The value of Networking-How can civic groups help?
I spent this past weekend with over 400 of my best friends in Rotary
learning how I can be a better club president when I take office in July 2011. The weekend we pretty busy and the process covered a wide variety of items that many of us would use in our everyday lives. Some of the sessions included planning, administration and communication as well as working with public relations. If you are starting to see some relevance here, then read on.
Civic clubs have tremendous value when it comes to helping leaders better develop their skills. This post will cover just a few of those ways, but will focus primarily on the area of networking. Leading people in a standard organization is easier than leading people in a civic group or professional association. When you read this you might say “why?” Here is why; when people work for you they almost have to follow your lead or they risk the possibility of discipline up to and including the loss of their job. Leading people in a civic group or an association is different; most of the people are volunteers and they have a choice about where they invest their time. We will talk more about this later.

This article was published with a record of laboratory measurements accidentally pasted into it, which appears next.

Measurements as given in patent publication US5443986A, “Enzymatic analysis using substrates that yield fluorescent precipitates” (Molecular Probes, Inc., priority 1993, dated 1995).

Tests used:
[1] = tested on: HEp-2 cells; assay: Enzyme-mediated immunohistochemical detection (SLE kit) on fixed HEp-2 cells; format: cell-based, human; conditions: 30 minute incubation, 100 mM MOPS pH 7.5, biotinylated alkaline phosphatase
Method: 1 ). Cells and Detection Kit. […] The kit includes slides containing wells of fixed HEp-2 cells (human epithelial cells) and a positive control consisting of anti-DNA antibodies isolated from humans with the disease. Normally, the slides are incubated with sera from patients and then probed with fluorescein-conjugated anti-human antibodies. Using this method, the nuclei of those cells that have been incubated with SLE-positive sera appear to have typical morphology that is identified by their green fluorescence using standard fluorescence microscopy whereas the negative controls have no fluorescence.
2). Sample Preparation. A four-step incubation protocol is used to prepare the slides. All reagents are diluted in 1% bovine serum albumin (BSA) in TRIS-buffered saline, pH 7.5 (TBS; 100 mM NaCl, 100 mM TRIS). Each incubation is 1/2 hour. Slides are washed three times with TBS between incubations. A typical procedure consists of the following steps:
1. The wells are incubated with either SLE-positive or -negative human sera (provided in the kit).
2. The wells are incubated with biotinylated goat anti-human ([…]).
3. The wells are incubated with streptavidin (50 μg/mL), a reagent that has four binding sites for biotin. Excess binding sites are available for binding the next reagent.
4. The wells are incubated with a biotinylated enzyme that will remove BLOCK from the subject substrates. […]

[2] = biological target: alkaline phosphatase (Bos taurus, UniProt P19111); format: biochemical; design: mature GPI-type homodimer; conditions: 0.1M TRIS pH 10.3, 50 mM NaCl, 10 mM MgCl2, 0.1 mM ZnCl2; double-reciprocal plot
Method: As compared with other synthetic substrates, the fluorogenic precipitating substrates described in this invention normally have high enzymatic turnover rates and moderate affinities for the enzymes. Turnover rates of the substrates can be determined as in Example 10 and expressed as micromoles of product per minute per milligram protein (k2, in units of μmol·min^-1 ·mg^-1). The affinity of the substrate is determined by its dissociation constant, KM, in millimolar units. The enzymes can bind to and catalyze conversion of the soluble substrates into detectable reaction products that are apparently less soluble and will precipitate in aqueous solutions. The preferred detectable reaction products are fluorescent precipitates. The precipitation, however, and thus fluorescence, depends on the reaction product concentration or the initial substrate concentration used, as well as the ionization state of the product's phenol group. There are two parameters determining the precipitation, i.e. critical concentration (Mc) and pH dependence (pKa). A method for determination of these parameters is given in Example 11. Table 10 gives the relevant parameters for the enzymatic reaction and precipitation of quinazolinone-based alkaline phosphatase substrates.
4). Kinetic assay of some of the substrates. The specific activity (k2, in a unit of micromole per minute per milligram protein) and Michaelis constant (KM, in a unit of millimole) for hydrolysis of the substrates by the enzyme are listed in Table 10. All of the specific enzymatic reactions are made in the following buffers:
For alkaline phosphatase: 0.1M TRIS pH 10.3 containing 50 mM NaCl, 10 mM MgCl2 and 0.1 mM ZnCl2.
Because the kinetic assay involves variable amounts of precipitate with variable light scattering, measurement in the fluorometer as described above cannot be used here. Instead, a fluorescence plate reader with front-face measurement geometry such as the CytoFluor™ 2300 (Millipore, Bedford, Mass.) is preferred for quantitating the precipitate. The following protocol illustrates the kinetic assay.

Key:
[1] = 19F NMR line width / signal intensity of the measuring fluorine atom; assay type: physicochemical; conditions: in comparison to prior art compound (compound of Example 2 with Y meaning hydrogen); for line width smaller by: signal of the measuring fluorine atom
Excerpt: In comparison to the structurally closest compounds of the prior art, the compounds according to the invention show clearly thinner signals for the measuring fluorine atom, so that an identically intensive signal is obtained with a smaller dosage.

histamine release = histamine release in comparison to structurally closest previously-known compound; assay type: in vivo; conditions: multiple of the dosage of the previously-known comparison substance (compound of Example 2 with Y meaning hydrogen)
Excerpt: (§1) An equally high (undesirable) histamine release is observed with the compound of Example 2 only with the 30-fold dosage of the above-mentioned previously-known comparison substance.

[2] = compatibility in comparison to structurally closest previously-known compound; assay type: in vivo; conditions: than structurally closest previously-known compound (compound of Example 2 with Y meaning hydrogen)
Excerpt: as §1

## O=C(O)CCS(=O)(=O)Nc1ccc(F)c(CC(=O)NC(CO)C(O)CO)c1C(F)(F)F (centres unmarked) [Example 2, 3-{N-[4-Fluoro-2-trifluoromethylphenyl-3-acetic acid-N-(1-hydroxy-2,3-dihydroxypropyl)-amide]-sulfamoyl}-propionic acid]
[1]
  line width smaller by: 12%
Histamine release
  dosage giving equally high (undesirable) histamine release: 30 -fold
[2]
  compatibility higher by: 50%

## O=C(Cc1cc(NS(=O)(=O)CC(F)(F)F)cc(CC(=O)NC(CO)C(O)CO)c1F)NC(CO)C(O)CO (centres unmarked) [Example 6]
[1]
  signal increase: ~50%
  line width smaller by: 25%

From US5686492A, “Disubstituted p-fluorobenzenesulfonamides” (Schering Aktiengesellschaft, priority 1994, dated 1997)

Rotary and other civic groups can be networking-rich environments. I know some who belong to such groups solely for the networking. I find many other intrinsic reasons to belong, but fully use the networking angle as well. Here are just a few reasons that networking in a civic group can be so useful:
- Most of those in a civic group have real jobs in real businesses
- Many of those in civic groups are leaders in their organizations
- Leaders in organizations make decisions that influence the group; many of these decisions also involve expenditures
- Many future business transactions have their roots in civic group relationships
Rotary and many other groups are not just local, but they span the United States and over 100 countries throughout the world. I am aware that belonging to Rotary in many other countries is a very, very prestigious affair and not as easily accomplished as what it takes to become a Rotarian here.
One other perspective on why I like to network with Rotarians. People in Rotary are interested in making things better and helping others. I like those values a lot and they have driven my life for years and will do so until I take my final breath. One of the reasons I got into the Executive Search and Leadership Consulting world was to help companies and their employees improve and grow. This is what “makes me tick.”
Have you ever joined a civic club? If so, did it prove to be of value for your business and your personal development?
I find that association work makes me a better person and a better team member. Have you found the same?
Let’s talk about this.